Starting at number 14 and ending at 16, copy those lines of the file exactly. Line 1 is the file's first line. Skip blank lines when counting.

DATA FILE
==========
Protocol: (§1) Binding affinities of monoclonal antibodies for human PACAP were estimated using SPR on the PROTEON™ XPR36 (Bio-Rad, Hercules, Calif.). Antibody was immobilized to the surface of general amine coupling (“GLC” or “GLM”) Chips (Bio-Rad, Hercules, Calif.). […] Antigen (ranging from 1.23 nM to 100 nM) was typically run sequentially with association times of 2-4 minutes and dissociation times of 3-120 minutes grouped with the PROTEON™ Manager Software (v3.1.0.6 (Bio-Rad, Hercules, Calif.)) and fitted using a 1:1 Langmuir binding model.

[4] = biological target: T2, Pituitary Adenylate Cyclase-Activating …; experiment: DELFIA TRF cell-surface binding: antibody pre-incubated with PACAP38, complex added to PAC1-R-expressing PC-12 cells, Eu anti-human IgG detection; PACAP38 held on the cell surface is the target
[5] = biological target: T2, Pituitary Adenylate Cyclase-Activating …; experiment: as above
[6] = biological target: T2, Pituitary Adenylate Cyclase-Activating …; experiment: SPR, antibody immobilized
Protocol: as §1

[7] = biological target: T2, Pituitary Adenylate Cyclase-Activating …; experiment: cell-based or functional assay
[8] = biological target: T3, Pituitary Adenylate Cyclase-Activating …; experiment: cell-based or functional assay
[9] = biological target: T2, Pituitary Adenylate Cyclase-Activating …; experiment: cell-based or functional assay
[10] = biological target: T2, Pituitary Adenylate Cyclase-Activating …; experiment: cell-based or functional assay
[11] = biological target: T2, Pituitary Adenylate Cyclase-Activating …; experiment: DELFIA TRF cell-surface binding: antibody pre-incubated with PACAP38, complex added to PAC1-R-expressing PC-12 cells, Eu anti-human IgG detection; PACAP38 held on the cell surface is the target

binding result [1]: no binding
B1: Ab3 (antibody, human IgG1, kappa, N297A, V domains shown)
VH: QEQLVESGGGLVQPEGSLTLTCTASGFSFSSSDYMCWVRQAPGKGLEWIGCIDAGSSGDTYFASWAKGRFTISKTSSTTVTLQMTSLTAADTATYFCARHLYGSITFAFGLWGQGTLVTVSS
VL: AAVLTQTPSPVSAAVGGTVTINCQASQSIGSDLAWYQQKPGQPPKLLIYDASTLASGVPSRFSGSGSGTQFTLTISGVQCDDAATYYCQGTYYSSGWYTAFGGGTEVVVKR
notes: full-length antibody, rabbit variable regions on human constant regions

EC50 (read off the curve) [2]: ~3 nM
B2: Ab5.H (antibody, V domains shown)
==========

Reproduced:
VL: AAVLTQTPSPVSAAVGGTVTINCQASQSIGSDLAWYQQKPGQPPKLLIYDASTLASGVPSRFSGSGSGTQFTLTISGVQCDDAATYYCQGTYYSSGWYTAFGGGTEVVVKR
notes: full-length antibody, rabbit variable regions on human constant regions

EC50 (read off the curve) [2]: ~3 nM